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There are 3 main versions of the 'no money down' landlord method. The first two relies on being able to find desperate vendors who are willing to sell their property 'below market value' (BMV) and go a bit like this. One is legal, the other is fraudulent, but both were popular! Example figures are used for simplicity:
- You see a property advertised for £100,000 and conclude that is it's true market value.
- You beat the vendor down into agreeing a selling price of £75,000.
In the legal version you borrow a small deposit from a relative or bank and:
- Put down the deposit (e.g. £7500 at 10% of £75,000)
- Get a mortgage with no extended tie in period.
- Immediately on completion you remortgage and get the deposit back to pay off your loan, plus maybe enough to put your next deposit down.
In the illegal version you require the use of a corrupt solicitor:
- The sale is put through at £100,000.
- The surveyors agree the value.
- Your bent solicitor makes out a deposit has been paid.
- The mortgage company lends £75,000 which is given to the vendor.
The 'latest thing' in no money down is 'rent to rent', 'let to let' etc, In this the landlord doesn't own the property and therefore doesn't get any capital appreciation, but has pretty much no risk either. It works as follows:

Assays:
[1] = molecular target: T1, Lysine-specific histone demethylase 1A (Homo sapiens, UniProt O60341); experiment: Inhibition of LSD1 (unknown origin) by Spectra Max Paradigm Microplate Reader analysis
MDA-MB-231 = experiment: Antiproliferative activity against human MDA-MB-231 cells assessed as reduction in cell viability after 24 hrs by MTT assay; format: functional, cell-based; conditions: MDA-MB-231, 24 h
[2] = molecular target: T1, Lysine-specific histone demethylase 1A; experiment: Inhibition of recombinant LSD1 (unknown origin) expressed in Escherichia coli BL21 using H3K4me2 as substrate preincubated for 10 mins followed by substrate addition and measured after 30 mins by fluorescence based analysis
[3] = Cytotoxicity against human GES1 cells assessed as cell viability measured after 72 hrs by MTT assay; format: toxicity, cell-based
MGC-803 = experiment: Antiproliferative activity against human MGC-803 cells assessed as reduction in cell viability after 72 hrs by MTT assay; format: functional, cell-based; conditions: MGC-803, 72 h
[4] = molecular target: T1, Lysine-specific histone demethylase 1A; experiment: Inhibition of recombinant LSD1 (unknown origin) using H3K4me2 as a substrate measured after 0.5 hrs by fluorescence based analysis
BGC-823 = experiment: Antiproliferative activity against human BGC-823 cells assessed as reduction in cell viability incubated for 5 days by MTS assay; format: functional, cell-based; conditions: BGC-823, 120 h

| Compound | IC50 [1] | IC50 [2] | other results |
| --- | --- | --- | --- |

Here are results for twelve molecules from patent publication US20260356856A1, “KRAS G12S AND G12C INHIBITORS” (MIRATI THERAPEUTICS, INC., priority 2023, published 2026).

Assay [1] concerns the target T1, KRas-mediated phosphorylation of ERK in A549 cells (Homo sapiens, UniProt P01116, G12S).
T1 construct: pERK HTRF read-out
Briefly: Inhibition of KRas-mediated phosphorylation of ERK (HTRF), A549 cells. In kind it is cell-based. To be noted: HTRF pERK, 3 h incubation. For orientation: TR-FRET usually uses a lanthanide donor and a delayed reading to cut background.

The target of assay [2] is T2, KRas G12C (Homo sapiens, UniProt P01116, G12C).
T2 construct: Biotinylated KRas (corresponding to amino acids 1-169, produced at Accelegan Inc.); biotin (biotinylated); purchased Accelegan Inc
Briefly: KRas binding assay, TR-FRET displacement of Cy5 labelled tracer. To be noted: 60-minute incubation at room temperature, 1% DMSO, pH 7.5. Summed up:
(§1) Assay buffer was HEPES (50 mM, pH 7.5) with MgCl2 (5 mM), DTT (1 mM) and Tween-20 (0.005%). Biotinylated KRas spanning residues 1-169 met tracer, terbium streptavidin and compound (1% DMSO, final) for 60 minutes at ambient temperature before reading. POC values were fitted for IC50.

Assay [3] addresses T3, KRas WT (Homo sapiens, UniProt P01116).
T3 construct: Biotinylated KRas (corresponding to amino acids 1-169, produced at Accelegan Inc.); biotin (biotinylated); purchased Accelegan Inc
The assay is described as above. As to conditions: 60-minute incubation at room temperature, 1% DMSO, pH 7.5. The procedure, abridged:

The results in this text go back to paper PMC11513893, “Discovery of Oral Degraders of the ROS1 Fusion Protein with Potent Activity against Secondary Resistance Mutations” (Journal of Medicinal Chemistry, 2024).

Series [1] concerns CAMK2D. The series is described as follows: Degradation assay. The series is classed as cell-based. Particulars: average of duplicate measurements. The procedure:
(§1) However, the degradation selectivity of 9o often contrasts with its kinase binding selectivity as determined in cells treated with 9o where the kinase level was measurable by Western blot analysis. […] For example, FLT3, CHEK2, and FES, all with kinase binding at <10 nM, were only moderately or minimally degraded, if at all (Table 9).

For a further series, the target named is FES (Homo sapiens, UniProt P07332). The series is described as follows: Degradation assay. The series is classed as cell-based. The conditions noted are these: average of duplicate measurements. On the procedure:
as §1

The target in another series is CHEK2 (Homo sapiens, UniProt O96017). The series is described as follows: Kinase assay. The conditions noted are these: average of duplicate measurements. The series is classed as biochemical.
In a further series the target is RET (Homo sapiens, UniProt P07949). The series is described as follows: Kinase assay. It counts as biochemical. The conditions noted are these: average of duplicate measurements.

- Find someone willing to rent out their property (in other words an existing or potential landlord)
- Offer them the market rent, guaranteed.
- Enter into a contract with them, at which point you become the landlord and they your superior landlord.
- Sublet the property at above the normal market rent - usually done by turning reception rooms into extra bedrooms and renting the property room by room.
The difficulties in each version should be obvious, although this doesn't make any of the schemes unworkable. Firstly finding below market value properties. This is normally done by:
- Mass leafleting in suitable areas to find distressed sellers.
- Recruit friendly estate agents to flag up people needing to sell quickly.
- Advertising as a 'we buy any house' company.
Secondly locating a corrupt solicitor. I've never done it but I presume it's about networking.
Thirdly finding landlords to make your rent-to-rent offers to. This shouldn't be too hard, as landlords tend to make it known when they have empty properties by advertising them in various media. Even letting agents working on behalf of landlords might be interested in the rent-to-rent offer of having guaranteed rent for no work on their behalf.
However the downside is all the bad publicity that rent-to-rent has generated. It's not common knowledge that a lot of people doing it are complete chancers so landlords are understandably more cautious.